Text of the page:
Soft credit pulls will not require your consent and happen all the time. Think about those credit card offers you get in the mail — those are based on soft pulls. You might also have a soft pull done when you get preapproved for a loan of any type.
The lesson here is to do your best to avoid the hard credit pulls unless you need them. That will help keep your credit score in good shape. The more hard pulls on your credit in a short period of time, the more your score will drop.
When it comes to credit accounts that are older, relatively inactive, or paid off, it pays to keep them open. These open accounts help establish your credit history (which we address above) and show that you have both taken on debt and paid it off. That is an important marker for the credit scoring companies.
Keep your Debt-to-Income Ratio Low
It isn’t rocket science, but it bears repeating: Don’t overspend. Keeping your debt-to-income ratio low is the best way to keep your spending under control. Your debt-to-income ratio is the amount of debt divided by your gross monthly income. If you apply for new credit, you’ll be asked for your income, and that can impact how much credit you will be permitted to take out, which will, in turn, impact your credit score.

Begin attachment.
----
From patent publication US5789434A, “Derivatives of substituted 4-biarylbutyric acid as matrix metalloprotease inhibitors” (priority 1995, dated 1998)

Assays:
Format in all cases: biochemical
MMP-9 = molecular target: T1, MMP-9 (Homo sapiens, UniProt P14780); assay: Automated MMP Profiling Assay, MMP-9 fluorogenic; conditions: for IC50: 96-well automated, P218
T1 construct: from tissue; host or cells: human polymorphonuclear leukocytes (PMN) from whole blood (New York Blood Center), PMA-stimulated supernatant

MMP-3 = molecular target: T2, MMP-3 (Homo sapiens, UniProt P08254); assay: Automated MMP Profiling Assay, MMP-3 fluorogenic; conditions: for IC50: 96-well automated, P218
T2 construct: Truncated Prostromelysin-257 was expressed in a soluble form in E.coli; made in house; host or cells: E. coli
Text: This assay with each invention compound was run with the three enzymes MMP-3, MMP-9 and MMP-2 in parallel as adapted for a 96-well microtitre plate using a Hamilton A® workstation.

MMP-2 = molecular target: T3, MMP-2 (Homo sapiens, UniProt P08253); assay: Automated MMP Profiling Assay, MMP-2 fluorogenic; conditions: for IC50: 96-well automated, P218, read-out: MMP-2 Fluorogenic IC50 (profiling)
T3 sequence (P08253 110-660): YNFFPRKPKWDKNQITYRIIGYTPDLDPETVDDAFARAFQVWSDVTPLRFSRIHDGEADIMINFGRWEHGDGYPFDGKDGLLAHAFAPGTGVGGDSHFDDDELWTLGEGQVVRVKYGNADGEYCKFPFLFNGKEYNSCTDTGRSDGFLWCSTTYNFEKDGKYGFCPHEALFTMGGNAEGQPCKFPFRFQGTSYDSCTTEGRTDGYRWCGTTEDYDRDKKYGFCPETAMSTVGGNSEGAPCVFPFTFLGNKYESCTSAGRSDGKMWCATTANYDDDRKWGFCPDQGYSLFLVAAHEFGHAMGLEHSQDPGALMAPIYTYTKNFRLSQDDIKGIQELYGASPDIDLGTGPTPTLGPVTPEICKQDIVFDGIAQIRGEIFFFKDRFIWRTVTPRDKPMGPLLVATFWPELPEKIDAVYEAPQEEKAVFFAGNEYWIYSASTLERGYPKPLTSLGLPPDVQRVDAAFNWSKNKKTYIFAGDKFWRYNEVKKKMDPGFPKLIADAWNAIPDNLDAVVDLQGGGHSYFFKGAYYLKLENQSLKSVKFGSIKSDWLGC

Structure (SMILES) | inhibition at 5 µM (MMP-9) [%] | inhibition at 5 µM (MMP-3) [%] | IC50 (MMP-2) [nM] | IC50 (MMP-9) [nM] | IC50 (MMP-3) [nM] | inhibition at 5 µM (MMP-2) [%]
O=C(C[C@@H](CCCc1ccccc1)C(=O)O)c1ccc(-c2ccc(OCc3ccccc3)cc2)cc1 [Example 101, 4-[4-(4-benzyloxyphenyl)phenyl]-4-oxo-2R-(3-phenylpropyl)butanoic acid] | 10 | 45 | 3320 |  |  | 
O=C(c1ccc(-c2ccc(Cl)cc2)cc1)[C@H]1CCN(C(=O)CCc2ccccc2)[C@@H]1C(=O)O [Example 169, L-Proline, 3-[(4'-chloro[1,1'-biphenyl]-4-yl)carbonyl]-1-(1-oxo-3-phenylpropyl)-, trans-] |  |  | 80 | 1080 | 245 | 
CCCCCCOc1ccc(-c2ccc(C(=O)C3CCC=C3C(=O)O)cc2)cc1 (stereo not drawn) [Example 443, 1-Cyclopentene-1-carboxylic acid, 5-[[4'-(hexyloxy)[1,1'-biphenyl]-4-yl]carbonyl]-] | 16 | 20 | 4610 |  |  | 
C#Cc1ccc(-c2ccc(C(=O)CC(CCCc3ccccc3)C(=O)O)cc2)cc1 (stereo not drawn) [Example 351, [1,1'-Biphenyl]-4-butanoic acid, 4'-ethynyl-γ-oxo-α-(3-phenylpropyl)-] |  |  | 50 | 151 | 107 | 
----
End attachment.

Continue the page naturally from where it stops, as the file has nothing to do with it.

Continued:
Pay off your debts in full if you can, and your credit score will continue to improve.
It takes time to improve your credit score, and while you can see some improvement over a period of weeks, building up a good credit score can take years. Making payments on time, paying off debt, and waiting for hard credit pulls to fall off your report can all help improve your credit score. Know that each small step you take will eventually have a positive impact on your credit, but it is going to take some time for those benefits to show up.